The UOP Extractive Distillation (ED) Sulfolane process recovers high-purity aromatics from hydrocarbon mixtures by extractive distillation. Extractive Distillation is a lower cost, more suitable option for feeds rich in aromatics containing mostly benzene and/or toluene.
Extractive distillation is used to separate close-boiling components using a solvent that alters the volatility between the components. An ED Sulfolane unit consists of two primary columns; they are the ED column and the solvent recovery column. Aromatic feed is preheated with lean solvent and enters a central stage of the ED column (1). The lean solvent is introduced near the top of the ED column. Nonaromatics are separated from the top of this column and sent to storage.
The ED column bottoms contain solvent and highly purified aromatics that are sent to the solvent recovery column (2). In this column, aromatics are separated from solvent under vacuum with steam stripping. The overhead aromatics product is sent to the BT fractionation section. Lean solvent is separated from the bottom of the column and recirculated back to the ED column.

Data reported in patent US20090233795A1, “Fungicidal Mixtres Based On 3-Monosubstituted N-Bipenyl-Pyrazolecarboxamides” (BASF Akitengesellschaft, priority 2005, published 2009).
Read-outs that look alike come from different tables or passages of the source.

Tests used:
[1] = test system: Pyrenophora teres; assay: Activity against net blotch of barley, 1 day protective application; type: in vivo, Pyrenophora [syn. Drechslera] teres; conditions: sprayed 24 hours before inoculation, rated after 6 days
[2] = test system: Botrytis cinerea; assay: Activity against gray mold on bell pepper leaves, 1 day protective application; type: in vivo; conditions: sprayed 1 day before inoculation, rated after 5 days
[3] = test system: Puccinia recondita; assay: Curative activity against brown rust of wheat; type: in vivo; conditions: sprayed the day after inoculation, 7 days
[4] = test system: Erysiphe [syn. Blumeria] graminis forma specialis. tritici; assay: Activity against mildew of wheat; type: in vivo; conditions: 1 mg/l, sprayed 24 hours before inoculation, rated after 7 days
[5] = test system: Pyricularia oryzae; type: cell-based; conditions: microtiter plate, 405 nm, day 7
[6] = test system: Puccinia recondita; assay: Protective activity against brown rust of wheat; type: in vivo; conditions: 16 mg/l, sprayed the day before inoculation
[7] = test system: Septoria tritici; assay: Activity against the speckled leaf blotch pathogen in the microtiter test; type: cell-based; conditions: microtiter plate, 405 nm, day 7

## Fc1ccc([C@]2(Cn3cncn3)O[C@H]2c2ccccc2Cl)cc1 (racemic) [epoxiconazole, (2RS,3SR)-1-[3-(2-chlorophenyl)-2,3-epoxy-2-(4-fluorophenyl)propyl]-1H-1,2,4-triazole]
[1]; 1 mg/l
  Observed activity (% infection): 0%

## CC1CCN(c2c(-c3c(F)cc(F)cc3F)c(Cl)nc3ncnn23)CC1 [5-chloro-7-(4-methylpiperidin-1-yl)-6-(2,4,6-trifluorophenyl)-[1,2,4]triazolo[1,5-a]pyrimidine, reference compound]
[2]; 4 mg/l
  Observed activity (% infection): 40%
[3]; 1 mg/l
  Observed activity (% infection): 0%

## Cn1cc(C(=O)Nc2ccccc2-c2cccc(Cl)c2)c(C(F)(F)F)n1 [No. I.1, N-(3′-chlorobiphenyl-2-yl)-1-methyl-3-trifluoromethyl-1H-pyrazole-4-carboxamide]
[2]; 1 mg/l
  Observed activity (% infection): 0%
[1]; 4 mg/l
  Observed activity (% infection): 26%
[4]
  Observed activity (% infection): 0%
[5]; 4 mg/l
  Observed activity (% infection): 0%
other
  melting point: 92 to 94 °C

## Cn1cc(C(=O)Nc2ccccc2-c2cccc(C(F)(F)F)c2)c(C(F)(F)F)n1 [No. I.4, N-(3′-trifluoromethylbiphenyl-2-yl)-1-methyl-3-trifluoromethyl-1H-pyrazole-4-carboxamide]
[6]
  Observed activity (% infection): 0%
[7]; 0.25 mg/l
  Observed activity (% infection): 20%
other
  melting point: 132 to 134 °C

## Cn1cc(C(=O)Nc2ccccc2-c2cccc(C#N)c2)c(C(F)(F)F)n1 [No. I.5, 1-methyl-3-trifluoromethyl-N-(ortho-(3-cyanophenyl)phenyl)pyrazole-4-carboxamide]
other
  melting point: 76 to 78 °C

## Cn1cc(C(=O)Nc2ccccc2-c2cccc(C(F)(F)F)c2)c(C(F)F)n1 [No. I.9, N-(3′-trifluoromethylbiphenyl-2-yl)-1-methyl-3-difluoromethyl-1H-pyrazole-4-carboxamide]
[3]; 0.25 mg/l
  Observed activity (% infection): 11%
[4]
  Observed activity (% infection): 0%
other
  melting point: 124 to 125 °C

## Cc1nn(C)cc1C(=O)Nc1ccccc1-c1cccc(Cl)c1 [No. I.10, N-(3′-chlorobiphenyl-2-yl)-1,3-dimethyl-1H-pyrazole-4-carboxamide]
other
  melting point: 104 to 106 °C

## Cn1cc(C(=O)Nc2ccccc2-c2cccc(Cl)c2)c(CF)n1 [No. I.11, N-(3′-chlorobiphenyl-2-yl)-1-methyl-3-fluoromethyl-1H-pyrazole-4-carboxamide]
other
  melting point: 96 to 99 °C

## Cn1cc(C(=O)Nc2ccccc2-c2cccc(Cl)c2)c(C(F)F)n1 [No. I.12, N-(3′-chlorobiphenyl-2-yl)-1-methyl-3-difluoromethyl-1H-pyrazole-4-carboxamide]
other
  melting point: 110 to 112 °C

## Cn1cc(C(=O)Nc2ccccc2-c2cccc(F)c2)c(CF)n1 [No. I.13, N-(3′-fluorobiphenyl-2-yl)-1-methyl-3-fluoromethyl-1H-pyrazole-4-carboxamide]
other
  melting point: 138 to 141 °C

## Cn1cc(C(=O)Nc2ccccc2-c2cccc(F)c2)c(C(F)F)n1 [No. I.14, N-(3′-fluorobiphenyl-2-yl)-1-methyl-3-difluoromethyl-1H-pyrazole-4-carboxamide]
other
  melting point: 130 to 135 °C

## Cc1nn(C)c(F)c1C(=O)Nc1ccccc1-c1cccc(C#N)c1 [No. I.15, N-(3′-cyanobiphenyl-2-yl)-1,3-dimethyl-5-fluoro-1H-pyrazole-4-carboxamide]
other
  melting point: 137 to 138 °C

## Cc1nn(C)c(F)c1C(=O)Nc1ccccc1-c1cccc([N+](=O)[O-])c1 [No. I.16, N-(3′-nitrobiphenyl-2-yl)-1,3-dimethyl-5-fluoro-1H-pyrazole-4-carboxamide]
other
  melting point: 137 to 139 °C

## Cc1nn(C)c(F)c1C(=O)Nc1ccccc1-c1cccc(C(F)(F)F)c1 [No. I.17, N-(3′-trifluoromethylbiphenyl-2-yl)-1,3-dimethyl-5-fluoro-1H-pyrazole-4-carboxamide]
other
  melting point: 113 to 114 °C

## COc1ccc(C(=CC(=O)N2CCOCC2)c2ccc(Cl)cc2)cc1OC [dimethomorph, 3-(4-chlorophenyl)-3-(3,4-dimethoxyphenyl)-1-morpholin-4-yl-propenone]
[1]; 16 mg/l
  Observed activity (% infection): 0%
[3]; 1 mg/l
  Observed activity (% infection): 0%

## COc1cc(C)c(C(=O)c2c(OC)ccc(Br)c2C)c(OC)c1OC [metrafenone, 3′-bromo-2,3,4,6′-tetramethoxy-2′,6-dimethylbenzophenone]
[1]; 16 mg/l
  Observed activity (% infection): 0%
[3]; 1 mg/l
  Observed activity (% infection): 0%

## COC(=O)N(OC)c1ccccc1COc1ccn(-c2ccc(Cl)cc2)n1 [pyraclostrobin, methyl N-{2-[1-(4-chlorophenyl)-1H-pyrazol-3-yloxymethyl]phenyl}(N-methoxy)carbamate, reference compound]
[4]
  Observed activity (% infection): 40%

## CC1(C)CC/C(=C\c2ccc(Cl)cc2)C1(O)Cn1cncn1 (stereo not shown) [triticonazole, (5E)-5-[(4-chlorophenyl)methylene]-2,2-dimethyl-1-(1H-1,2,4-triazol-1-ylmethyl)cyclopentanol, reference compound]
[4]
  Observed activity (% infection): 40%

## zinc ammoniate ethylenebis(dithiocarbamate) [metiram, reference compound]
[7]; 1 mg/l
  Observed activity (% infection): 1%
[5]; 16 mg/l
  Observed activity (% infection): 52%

Economics: The solvent used in the Sulfolane process exhibits higher selectivity and capacity for aromatics than any other commercial solvent. Using the Sulfalane process minimizes concern about trace nitrogen contamination that occurs with nitrogen-based solvents. Estimated inside battery limits (ISBL) costs based on a unit processing 1.12 million metric tpy of BT reformate feedstock with 67 LV% aromatics (US Gulf Coast site in 2010).
Investment, US$ million 29
Utilities (per metric ton of feed)
Electricity, kWh 5.6
Steam, metric ton 0.33
Water, cooling, m3 4.2
Licensor: UOP LLC, A Honeywell Company